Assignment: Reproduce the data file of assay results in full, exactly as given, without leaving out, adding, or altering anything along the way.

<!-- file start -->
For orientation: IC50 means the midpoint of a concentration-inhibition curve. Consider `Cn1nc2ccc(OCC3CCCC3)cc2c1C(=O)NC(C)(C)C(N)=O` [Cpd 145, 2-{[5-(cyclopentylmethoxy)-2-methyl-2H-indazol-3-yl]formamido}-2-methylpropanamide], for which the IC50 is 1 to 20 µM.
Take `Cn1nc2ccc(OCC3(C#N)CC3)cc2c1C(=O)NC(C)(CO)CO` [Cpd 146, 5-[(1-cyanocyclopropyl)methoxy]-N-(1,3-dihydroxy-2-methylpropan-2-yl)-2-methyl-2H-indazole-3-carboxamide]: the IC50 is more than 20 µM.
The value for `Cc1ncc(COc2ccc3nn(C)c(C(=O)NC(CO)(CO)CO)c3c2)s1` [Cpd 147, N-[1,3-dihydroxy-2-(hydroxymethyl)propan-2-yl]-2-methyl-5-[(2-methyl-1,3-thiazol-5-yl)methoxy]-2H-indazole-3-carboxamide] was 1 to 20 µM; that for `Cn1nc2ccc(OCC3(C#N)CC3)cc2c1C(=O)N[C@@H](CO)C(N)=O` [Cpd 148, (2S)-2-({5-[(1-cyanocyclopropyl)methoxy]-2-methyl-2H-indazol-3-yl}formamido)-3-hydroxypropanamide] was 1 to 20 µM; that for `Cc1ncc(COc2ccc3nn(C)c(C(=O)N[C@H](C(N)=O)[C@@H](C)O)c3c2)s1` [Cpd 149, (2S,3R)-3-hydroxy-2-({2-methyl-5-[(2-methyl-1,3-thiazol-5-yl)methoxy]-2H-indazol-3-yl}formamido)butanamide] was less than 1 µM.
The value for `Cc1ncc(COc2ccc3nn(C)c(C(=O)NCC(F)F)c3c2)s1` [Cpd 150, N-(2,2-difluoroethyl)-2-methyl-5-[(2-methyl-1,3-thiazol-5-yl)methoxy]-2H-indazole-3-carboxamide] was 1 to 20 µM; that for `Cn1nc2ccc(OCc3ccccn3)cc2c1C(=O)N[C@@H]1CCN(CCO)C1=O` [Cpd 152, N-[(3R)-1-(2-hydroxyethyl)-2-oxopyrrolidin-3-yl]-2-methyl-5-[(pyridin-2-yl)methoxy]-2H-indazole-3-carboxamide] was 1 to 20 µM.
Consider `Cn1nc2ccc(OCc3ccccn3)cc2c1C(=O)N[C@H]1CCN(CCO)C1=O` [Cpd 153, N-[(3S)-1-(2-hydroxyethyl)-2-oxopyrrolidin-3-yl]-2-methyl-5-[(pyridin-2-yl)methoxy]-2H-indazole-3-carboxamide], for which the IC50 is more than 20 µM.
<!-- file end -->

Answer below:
For orientation: IC50 means the midpoint of a concentration-inhibition curve. Consider `Cn1nc2ccc(OCC3CCCC3)cc2c1C(=O)NC(C)(C)C(N)=O` [Cpd 145, 2-{[5-(cyclopentylmethoxy)-2-methyl-2H-indazol-3-yl]formamido}-2-methylpropanamide], for which the IC50 is 1 to 20 µM.
Take `Cn1nc2ccc(OCC3(C#N)CC3)cc2c1C(=O)NC(C)(CO)CO` [Cpd 146, 5-[(1-cyanocyclopropyl)methoxy]-N-(1,3-dihydroxy-2-methylpropan-2-yl)-2-methyl-2H-indazole-3-carboxamide]: the IC50 is more than 20 µM.
The value for `Cc1ncc(COc2ccc3nn(C)c(C(=O)NC(CO)(CO)CO)c3c2)s1` [Cpd 147, N-[1,3-dihydroxy-2-(hydroxymethyl)propan-2-yl]-2-methyl-5-[(2-methyl-1,3-thiazol-5-yl)methoxy]-2H-indazole-3-carboxamide] was 1 to 20 µM; that for `Cn1nc2ccc(OCC3(C#N)CC3)cc2c1C(=O)N[C@@H](CO)C(N)=O` [Cpd 148, (2S)-2-({5-[(1-cyanocyclopropyl)methoxy]-2-methyl-2H-indazol-3-yl}formamido)-3-hydroxypropanamide] was 1 to 20 µM; that for `Cc1ncc(COc2ccc3nn(C)c(C(=O)N[C@H](C(N)=O)[C@@H](C)O)c3c2)s1` [Cpd 149, (2S,3R)-3-hydroxy-2-({2-methyl-5-[(2-methyl-1,3-thiazol-5-yl)methoxy]-2H-indazol-3-yl}formamido)butanamide] was less than 1 µM.
The value for `Cc1ncc(COc2ccc3nn(C)c(C(=O)NCC(F)F)c3c2)s1` [Cpd 150, N-(2,2-difluoroethyl)-2-methyl-5-[(2-methyl-1,3-thiazol-5-yl)methoxy]-2H-indazole-3-carboxamide] was 1 to 20 µM; that for `Cn1nc2ccc(OCc3ccccn3)cc2c1C(=O)N[C@@H]1CCN(CCO)C1=O` [Cpd 152, N-[(3R)-1-(2-hydroxyethyl)-2-oxopyrrolidin-3-yl]-2-methyl-5-[(pyridin-2-yl)methoxy]-2H-indazole-3-carboxamide] was 1 to 20 µM.
Consider `Cn1nc2ccc(OCc3ccccn3)cc2c1C(=O)N[C@H]1CCN(CCO)C1=O` [Cpd 153, N-[(3S)-1-(2-hydroxyethyl)-2-oxopyrrolidin-3-yl]-2-methyl-5-[(pyridin-2-yl)methoxy]-2H-indazole-3-carboxamide], for which the IC50 is more than 20 µM.